We say “where there’s life there’s hope,” and that certainly seems to hold true for healthy humans. We may say “bah, humbug!” We may indeed be pessimists as individuals (Yes, the world needs pessimists, too! They often make better leaders, more realistic managers, and outstanding comedians). But humankind evolved to band together and help each other. Cooperation is our species’ best tool for survival.

Passing the light

In many Christian candlelight services we celebrate “passing the light.” We’ve stood or sat or knelt, sang, prayed, and listened throughout the service. All while holding an unlit candle.

At the end of the service, all or most of the artificial lights go off. Then the ushers come down the aisle(s) to light the candle at the end of each row. The person next to the end lights their candle from the end candle. Then the person next to them takes the light. Then the next, then the next, until everyone’s candle burns bright, and the sanctuary is filled with their collective light.

A person lights their candle from one held by their companion, while a circle of others with candles look on.
(Photo from Hotty Toddy, via Tien Skye’s inspirational post on Medium.)

Having participated in many such services, I can tell you it’s a powerful effect. I know other religious traditions and secular groups observe similar rituals. Perhaps you’ve had a similar experience. My point here is not to preach the Gospel, so much as suggest we can use this as a helpful metaphor.

Creating small bright spots

How can we, as individuals or “covid bubbles,” create small bright spots for others? You may feel as if you’ve been in solitary confinement since March (and yes, you kind of have been), but it’s still possible to reach out virtually, even while reaching out physically is still dangerous.

Any day is a good day for charitable giving or volunteering. You don’t have to wait for a designated “Day of Giving” to donate, if you’re able. Shelters for victims of domestic violence and food banks everywhere are experiencing record need. And there are many creative ways to volunteer while socially distancing. Seek out a local charitable organization, and ask how you can help.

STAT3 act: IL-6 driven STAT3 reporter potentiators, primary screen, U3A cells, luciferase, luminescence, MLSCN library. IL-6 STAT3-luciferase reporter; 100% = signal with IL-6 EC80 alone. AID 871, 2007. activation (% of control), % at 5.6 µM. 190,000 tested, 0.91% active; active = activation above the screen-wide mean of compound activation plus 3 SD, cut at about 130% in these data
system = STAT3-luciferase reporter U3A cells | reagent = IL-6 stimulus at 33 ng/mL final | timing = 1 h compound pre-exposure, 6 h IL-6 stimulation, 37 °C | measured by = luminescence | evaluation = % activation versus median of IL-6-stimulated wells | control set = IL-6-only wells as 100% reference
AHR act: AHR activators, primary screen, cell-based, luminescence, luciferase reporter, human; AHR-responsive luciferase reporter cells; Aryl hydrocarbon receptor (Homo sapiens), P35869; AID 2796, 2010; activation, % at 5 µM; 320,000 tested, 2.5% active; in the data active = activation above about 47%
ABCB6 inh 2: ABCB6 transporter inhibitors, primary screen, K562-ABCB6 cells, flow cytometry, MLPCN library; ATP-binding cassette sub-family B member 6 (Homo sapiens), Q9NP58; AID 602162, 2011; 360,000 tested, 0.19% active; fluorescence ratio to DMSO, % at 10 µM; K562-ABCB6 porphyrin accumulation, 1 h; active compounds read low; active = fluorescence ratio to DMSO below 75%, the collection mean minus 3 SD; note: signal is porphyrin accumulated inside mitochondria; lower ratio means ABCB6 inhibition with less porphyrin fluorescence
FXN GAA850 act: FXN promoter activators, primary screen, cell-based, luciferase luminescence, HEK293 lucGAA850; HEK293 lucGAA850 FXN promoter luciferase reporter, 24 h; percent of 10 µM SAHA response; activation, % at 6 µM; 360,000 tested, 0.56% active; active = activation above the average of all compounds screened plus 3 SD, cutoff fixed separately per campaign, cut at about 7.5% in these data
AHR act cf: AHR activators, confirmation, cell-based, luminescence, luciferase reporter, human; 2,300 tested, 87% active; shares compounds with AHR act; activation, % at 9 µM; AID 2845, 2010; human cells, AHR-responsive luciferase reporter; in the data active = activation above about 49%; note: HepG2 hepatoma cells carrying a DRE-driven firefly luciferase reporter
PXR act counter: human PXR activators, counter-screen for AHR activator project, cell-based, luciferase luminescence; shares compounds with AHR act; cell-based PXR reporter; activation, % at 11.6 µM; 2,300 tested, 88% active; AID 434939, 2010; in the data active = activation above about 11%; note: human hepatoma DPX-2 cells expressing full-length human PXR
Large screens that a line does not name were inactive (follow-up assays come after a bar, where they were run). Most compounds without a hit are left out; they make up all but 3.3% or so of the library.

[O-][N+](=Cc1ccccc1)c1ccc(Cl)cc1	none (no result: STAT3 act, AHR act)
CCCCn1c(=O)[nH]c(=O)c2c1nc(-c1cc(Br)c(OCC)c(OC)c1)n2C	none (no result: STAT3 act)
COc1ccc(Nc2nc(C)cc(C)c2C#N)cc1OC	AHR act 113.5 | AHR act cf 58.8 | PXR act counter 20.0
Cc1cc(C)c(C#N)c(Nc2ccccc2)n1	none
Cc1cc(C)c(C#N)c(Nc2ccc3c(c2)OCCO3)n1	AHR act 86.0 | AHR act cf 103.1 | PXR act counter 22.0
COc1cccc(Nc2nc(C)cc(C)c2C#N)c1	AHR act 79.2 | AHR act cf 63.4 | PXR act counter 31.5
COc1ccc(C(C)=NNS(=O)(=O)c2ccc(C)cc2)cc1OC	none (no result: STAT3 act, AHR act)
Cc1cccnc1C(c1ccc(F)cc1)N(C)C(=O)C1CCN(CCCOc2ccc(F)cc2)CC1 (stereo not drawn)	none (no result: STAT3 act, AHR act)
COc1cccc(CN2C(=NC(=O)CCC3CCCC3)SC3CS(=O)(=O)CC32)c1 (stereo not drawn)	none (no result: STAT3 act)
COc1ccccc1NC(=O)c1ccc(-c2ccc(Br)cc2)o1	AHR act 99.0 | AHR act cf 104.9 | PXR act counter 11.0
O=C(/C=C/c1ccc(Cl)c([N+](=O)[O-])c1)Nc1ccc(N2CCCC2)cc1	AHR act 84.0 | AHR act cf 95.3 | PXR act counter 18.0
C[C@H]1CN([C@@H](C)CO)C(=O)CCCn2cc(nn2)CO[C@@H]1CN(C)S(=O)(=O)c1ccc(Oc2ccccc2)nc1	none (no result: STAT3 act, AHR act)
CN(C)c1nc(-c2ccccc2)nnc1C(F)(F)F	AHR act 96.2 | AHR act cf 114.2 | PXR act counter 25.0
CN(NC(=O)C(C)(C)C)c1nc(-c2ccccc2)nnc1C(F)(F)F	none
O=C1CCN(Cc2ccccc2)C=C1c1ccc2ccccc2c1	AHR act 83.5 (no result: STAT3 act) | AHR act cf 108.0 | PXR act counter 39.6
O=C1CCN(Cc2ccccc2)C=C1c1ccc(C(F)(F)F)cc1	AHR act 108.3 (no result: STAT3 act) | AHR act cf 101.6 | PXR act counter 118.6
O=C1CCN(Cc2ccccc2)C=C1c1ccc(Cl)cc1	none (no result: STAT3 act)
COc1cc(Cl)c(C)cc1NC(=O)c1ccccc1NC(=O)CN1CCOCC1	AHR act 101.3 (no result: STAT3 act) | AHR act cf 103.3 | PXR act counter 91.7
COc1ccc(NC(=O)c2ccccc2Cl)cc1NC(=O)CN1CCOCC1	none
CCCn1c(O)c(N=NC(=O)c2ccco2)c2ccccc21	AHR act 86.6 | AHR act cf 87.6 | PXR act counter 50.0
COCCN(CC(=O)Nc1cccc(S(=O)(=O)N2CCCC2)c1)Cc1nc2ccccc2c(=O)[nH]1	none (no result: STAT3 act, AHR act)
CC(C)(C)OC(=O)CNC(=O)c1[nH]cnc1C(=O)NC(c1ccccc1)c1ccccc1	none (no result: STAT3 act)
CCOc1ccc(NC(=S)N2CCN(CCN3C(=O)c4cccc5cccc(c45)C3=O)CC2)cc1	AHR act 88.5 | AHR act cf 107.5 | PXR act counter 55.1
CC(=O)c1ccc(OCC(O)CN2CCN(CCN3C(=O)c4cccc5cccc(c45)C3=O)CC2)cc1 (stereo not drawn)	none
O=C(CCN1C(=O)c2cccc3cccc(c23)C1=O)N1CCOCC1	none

Offer a lifeline to a small, locally-owned business. Weird Sisters Publishing officially endorses buying physical books through local independent booksellers whenever possible. Pick them up curbside (this usually saves on shipping, too!). Find one near you through Bookshop (if you don’t already have yours on speed-dial).

Order carryout or delivery from your favorite local restaurants as often as you can afford to. Local toy stores, game shops, gift shops, and small but wonderful boutique designers all probably sell gift certificates if you’re not sure about sizes, colors, or tastes. And all are desperate for customers right now.

The design says, “When you support handmade you are not just supporting a person, small business, our economy; You are purchasing a small part of an artist’s heart.”
(Design by Menchua, of Moms & Crafters.)

Small bright spots for freelancers

Become a Patreon sponsor for someone whose music, videos, artwork, podcasts, or other creative work has warmed your soul and kept you company over the long months of lockdown. Don’t forget Etsy for small creative businesses, either.